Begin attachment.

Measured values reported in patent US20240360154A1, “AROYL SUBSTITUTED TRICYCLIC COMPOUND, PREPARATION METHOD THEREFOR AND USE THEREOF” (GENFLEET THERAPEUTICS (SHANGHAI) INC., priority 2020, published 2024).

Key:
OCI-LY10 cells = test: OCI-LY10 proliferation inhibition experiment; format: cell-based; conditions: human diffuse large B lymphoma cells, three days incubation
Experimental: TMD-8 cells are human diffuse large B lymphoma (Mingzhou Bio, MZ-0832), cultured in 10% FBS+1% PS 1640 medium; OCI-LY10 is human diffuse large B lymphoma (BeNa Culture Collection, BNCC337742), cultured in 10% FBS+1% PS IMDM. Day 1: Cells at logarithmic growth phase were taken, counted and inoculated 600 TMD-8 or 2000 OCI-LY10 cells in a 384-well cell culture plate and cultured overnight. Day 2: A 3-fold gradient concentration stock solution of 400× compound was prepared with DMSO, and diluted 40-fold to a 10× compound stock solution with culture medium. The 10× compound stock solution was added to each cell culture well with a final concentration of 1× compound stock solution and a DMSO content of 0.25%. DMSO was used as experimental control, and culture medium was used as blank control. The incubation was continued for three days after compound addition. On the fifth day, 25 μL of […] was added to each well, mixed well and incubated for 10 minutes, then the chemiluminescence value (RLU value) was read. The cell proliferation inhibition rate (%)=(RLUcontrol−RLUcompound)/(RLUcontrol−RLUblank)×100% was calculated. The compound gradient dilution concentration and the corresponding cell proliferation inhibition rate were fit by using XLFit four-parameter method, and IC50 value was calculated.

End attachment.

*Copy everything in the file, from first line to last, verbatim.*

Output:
Measured values reported in patent US20240360154A1, “AROYL SUBSTITUTED TRICYCLIC COMPOUND, PREPARATION METHOD THEREFOR AND USE THEREOF” (GENFLEET THERAPEUTICS (SHANGHAI) INC., priority 2020, published 2024).

Key:
OCI-LY10 cells = test: OCI-LY10 proliferation inhibition experiment; format: cell-based; conditions: human diffuse large B lymphoma cells, three days incubation
Experimental: TMD-8 cells are human diffuse large B lymphoma (Mingzhou Bio, MZ-0832), cultured in 10% FBS+1% PS 1640 medium; OCI-LY10 is human diffuse large B lymphoma (BeNa Culture Collection, BNCC337742), cultured in 10% FBS+1% PS IMDM. Day 1: Cells at logarithmic growth phase were taken, counted and inoculated 600 TMD-8 or 2000 OCI-LY10 cells in a 384-well cell culture plate and cultured overnight. Day 2: A 3-fold gradient concentration stock solution of 400× compound was prepared with DMSO, and diluted 40-fold to a 10× compound stock solution with culture medium. The 10× compound stock solution was added to each cell culture well with a final concentration of 1× compound stock solution and a DMSO content of 0.25%. DMSO was used as experimental control, and culture medium was used as blank control. The incubation was continued for three days after compound addition. On the fifth day, 25 μL of […] was added to each well, mixed well and incubated for 10 minutes, then the chemiluminescence value (RLU value) was read. The cell proliferation inhibition rate (%)=(RLUcontrol−RLUcompound)/(RLUcontrol−RLUblank)×100% was calculated. The compound gradient dilution concentration and the corresponding cell proliferation inhibition rate were fit by using XLFit four-parameter method, and IC50 value was calculated.